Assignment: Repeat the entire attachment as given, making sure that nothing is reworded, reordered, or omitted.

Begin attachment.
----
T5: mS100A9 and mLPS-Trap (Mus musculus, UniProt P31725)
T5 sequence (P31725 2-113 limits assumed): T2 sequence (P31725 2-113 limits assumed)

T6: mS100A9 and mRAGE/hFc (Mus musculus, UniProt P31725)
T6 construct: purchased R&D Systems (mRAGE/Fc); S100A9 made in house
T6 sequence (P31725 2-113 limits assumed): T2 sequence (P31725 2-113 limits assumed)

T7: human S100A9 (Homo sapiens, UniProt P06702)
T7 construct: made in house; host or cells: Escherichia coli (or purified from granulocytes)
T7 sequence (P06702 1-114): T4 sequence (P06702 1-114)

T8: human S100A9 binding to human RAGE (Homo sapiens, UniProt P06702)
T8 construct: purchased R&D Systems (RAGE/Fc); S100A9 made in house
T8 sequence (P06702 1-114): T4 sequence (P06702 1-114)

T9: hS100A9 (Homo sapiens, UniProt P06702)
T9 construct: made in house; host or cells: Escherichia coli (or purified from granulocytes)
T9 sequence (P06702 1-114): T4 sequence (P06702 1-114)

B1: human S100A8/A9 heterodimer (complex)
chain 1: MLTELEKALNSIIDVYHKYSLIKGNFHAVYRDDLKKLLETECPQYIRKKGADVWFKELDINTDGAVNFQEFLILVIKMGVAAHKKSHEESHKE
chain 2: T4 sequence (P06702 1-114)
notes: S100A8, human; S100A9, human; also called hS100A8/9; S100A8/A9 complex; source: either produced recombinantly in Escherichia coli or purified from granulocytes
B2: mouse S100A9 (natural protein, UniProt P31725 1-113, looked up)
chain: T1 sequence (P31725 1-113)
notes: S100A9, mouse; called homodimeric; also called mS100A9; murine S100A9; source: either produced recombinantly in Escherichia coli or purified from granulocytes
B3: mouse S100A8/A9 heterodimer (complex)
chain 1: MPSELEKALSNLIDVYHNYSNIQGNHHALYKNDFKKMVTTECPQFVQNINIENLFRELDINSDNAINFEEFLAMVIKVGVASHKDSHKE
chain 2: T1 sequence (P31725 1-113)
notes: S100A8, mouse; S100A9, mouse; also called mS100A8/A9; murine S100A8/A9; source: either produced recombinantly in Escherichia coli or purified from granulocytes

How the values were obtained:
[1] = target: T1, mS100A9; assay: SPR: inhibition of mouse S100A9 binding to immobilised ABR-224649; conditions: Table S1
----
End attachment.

T5: mS100A9 and mLPS-Trap (Mus musculus, UniProt P31725)
T5 sequence (P31725 2-113 limits assumed): T2 sequence (P31725 2-113 limits assumed)

T6: mS100A9 and mRAGE/hFc (Mus musculus, UniProt P31725)
T6 construct: purchased R&D Systems (mRAGE/Fc); S100A9 made in house
T6 sequence (P31725 2-113 limits assumed): T2 sequence (P31725 2-113 limits assumed)

T7: human S100A9 (Homo sapiens, UniProt P06702)
T7 construct: made in house; host or cells: Escherichia coli (or purified from granulocytes)
T7 sequence (P06702 1-114): T4 sequence (P06702 1-114)

T8: human S100A9 binding to human RAGE (Homo sapiens, UniProt P06702)
T8 construct: purchased R&D Systems (RAGE/Fc); S100A9 made in house
T8 sequence (P06702 1-114): T4 sequence (P06702 1-114)

T9: hS100A9 (Homo sapiens, UniProt P06702)
T9 construct: made in house; host or cells: Escherichia coli (or purified from granulocytes)
T9 sequence (P06702 1-114): T4 sequence (P06702 1-114)

B1: human S100A8/A9 heterodimer (complex)
chain 1: MLTELEKALNSIIDVYHKYSLIKGNFHAVYRDDLKKLLETECPQYIRKKGADVWFKELDINTDGAVNFQEFLILVIKMGVAAHKKSHEESHKE
chain 2: T4 sequence (P06702 1-114)
notes: S100A8, human; S100A9, human; also called hS100A8/9; S100A8/A9 complex; source: either produced recombinantly in Escherichia coli or purified from granulocytes
B2: mouse S100A9 (natural protein, UniProt P31725 1-113, looked up)
chain: T1 sequence (P31725 1-113)
notes: S100A9, mouse; called homodimeric; also called mS100A9; murine S100A9; source: either produced recombinantly in Escherichia coli or purified from granulocytes
B3: mouse S100A8/A9 heterodimer (complex)
chain 1: MPSELEKALSNLIDVYHNYSNIQGNHHALYKNDFKKMVTTECPQFVQNINIENLFRELDINSDNAINFEEFLAMVIKVGVASHKDSHKE
chain 2: T1 sequence (P31725 1-113)
notes: S100A8, mouse; S100A9, mouse; also called mS100A8/A9; murine S100A8/A9; source: either produced recombinantly in Escherichia coli or purified from granulocytes

How the values were obtained:
[1] = target: T1, mS100A9; assay: SPR: inhibition of mouse S100A9 binding to immobilised ABR-224649; conditions: Table S1